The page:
The rising price of key grains and social unrest in Africa raised fresh concerns of a food crisis that could mirror or exceed that which wracked the developing world in 2007 and 2008. Yesterday, Russian prime minister Vladimir Putin announced that the nation would extend its moratorium on the export of grain until 2011 – a harsh and surprising measure which reflects growing resource nationalism in one of the world’s largest exporters of food and energy.
Key agricultural and food commodities surged in price today. On the Chicago Board of Trade, wheat futures for December delivery gained 21.6 cents to $7.354 per bushel. Corn futures climbed 9.2 cents to $4.566 per bushel, while soybeans jumped 17 cents to $10.26 per bushel.
In the city of Maputo, the capital of Mozambique, violent riots broke out on Wednesday and Thursday, killing seven people and leaving nearly 300 wounded by the strife. The riots began as a response to the rising price of bread, which rose by 30 percent.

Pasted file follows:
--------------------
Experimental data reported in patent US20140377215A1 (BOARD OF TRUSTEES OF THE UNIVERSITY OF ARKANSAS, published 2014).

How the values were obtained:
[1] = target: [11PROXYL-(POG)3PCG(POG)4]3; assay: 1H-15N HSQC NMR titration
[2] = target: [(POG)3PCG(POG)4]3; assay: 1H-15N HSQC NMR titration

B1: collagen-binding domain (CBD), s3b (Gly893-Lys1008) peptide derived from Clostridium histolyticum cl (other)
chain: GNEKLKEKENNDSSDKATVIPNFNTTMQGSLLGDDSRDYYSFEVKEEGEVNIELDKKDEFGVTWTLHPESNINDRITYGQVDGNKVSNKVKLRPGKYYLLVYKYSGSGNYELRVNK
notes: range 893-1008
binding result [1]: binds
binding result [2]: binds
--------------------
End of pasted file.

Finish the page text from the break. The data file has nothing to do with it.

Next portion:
During 2007 and 2008, shortages and price increases set off similar riots around the world, and the disturbances were credited with the collapse of governments in Haiti and Madagascar. The U.S. and its agricultural sector are increasingly seen as having to take on a key role in meeting demand, as the world confronts the possibility of two years without any exports from Russia.
Since September of 2009, the Financial Times reports, the United Nations Food and Agricultural Organization Index has climbed from 152.8 to 175.9, and wheat prices have gained more than 60 percent.
The FAO called an emergency meeting to cope with the situation; the Financial Times reported that the body said, “The purpose of holding this meeting is for exporting and importing countries to engage.”
Dan Manternach, the chief wheat economist at Doane Agricultural Services in St. Louis, told the paper, “This is a wake-up call for importing nations about the reliability of Russia.”
Putin, in a statement from Moscow, said that Russia can “only consider lifting the export ban after next year’s crop has been harvested and we have clarity on the grain balances.” The nation, he said, must “end unnecessary anxiety and to ensure a stable and predictable business environment for market participants,” according to the Financial Times.
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